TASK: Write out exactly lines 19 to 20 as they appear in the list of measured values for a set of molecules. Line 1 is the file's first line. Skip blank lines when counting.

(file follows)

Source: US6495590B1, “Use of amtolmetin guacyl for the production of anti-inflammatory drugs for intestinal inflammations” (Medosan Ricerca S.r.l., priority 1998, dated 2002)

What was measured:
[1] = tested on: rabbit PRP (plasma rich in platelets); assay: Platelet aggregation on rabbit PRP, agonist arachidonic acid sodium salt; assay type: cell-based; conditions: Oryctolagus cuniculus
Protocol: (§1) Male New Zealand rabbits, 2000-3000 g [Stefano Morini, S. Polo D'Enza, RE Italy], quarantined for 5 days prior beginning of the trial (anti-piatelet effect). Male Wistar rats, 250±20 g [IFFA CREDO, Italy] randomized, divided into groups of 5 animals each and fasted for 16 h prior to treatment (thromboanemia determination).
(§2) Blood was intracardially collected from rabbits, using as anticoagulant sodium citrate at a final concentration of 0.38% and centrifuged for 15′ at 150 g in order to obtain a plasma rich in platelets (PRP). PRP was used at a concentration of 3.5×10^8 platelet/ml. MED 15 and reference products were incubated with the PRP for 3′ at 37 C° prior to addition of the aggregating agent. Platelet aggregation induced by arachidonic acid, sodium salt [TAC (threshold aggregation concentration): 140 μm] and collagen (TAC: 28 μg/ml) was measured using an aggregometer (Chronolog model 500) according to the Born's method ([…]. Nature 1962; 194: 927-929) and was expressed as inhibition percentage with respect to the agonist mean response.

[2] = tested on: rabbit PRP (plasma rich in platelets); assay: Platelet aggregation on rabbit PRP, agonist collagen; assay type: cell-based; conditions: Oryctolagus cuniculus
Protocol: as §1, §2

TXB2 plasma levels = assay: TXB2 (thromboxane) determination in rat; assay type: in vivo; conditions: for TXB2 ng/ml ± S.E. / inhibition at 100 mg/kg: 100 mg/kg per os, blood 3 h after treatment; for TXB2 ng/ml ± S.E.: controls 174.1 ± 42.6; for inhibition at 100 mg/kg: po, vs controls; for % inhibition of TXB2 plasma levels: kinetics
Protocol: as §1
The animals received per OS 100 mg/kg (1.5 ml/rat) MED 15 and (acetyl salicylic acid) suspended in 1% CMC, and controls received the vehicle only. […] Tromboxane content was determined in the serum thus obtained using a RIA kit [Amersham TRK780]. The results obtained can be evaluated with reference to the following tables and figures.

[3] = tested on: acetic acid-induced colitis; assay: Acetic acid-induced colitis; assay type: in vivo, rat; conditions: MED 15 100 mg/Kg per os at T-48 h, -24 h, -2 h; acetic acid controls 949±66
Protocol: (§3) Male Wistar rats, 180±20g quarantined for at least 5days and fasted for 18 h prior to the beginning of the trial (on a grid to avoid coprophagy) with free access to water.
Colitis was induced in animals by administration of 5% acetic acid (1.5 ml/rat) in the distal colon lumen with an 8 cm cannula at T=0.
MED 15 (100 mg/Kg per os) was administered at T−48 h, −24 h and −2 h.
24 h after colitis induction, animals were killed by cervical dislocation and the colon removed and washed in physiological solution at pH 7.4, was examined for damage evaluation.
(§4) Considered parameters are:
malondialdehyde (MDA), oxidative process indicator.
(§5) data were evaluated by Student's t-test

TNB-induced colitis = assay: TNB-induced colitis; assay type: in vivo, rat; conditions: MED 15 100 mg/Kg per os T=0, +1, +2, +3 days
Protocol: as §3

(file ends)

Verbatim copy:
TNB-induced colitis = assay: TNB-induced colitis; assay type: in vivo, rat; conditions: MED 15 100 mg/Kg per os T=0, +1, +2, +3 days
Protocol: as §3